Are the patterns of our past, the imprints of our experience, indelible? The creation of Botanica: Patterns of Growth revealed the answer. I came to understand how the forms revealed in nature remain constant even as our creativity reconstructs them, nourishes them, and lends them new meaning. I have discovered, in this process, the truth that is relevant to me: form is constant; growth is a gift; and if we are to evolve we must accept what is indelible, embrace what is, and find beauty in what nature has bestowed upon us.
My life, my work, and the evolution of Botanica in particular, is a testament to this belief. In 2002 I fell in love and followed my heart. I moved from a beautiful, semi-wild island off Canada’s West coast to Fremont, California. This was a good thing in so many important ways. However, my uprooting was difficult as well. Where and how could I find beauty and meaning in the paved enclaves of suburbia? It turned out that I didn’t have to go too far.
I have always been a pragmatist in my approach to artistic inspiration. I believe it is everywhere around me and it is my challenge to discover it. I was working in landscaping to support myself. I tended a one-half acre sloping, hillside garden filled with many strange and wonderful plants. I found berries, petals, thorns, stems, stalks and seeds and my searching eye uncovered unexpected forms and structures in the various plants that grew here. I began collecting the plants from my prunings and bringing them home to photograph.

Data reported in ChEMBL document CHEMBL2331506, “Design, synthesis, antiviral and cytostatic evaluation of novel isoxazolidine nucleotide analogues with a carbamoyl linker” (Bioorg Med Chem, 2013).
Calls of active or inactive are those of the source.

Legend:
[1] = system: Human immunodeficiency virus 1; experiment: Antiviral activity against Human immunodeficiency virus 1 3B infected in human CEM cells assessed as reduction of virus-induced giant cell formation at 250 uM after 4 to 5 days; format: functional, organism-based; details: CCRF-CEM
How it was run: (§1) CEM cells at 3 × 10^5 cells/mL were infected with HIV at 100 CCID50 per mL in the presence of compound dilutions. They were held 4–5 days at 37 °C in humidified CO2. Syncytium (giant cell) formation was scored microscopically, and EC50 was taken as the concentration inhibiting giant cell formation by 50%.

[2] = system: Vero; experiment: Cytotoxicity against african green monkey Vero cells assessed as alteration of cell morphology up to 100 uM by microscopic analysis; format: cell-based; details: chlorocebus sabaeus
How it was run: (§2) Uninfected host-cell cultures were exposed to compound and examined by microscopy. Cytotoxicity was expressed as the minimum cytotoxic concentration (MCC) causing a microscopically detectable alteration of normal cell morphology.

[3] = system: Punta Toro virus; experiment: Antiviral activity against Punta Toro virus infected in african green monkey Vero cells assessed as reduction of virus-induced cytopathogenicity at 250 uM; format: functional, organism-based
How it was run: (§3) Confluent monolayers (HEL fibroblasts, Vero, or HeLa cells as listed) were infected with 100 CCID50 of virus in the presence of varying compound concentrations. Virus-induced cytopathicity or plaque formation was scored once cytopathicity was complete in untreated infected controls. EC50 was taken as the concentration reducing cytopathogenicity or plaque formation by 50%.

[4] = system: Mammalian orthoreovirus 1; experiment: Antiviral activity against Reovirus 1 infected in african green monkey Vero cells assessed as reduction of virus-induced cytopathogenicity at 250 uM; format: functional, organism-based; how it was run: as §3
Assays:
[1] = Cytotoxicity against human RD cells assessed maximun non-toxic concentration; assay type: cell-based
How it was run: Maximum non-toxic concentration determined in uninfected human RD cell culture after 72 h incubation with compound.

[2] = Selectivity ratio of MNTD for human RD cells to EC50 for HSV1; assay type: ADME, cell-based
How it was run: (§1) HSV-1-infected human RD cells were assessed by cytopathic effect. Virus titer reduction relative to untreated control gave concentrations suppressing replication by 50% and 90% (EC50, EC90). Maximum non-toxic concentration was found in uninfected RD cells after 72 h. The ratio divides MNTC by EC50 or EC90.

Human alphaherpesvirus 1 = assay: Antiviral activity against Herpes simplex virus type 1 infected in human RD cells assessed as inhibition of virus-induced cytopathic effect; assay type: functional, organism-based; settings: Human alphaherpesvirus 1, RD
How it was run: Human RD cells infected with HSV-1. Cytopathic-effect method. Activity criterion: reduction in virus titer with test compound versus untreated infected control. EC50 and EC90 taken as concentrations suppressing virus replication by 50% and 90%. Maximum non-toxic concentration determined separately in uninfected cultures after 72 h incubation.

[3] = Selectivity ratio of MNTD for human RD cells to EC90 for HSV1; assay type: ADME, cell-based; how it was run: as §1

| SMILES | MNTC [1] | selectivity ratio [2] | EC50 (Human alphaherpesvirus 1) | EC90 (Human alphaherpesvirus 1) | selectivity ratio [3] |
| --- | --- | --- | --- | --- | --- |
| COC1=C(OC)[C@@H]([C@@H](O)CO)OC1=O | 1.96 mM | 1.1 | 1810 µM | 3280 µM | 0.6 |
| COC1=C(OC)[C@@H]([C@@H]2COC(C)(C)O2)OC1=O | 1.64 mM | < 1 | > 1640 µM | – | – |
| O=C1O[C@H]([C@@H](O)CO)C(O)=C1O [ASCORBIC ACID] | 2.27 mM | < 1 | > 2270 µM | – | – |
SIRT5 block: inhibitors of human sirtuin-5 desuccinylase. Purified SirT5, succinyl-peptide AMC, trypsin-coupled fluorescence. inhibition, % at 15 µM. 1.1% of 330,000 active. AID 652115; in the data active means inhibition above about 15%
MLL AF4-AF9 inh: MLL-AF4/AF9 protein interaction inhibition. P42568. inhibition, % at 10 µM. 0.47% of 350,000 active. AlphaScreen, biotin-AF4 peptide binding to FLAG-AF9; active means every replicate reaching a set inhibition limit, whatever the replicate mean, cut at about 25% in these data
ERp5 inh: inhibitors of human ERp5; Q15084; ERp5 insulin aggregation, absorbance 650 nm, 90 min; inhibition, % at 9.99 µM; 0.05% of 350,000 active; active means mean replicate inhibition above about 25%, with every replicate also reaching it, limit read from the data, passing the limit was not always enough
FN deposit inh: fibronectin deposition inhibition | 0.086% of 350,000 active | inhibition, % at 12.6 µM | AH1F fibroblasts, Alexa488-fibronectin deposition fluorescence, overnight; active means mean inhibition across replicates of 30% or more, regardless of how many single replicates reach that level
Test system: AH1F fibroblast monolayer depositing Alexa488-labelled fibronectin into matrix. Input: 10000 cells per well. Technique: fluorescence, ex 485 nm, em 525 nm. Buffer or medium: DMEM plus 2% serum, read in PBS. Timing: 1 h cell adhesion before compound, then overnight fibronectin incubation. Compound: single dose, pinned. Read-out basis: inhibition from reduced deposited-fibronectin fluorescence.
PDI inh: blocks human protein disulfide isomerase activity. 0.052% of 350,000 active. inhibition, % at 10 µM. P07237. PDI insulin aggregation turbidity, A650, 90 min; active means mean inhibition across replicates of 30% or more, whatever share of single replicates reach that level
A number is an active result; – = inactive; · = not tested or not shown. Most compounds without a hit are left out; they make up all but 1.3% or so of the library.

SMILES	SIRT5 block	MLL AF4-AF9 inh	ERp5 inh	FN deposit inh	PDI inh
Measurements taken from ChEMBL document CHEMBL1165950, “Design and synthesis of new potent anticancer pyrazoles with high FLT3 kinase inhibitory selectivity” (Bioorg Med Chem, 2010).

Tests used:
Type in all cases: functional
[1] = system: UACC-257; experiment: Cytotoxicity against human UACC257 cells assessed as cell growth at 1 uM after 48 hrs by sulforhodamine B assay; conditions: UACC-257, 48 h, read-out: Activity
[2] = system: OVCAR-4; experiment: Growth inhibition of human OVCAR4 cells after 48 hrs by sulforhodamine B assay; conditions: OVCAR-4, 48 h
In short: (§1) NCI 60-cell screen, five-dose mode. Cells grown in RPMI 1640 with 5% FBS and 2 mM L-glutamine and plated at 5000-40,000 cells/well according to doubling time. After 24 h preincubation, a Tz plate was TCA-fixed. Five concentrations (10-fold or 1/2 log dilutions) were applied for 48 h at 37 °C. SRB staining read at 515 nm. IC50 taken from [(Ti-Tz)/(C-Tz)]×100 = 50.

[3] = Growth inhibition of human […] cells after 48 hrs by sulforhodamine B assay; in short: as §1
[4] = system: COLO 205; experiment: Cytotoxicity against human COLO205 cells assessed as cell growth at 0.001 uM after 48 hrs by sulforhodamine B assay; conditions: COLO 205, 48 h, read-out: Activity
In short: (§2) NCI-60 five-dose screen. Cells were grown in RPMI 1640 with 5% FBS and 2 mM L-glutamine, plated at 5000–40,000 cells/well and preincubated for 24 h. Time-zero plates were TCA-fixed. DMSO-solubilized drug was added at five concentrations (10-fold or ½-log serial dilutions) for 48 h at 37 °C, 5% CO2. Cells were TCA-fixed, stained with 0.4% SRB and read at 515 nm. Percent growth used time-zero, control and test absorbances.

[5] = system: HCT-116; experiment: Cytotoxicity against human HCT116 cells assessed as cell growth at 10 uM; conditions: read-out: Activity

I started by arranging the objects I had collected and, using a white background, I created my own vision of nature’s imprinted shapes and forms. I built upon the similarities, the differences, the patterns and shapes inherent in the plant. The end results of these constructions are sometimes reminiscent of traditional botanical drawings and sometimes they emerge as stylized, graphic, personalized images. They all illuminate pattern, form, and structure.
Patterns like the circle and spiral are the cellular foundations of all forms life on earth. My connections to these natural patterns are what give form and meaning to the images I create.
Process Statement: I set up a white background in my back yard and shoot in open shade. Some of the constructions are done in Photoshop, others directly on the background. The images themselves are minimally corrected, and are printed on Hahnemuhle Fine Art paper using Epson pigment inks. They are printed in limited editions of 15.
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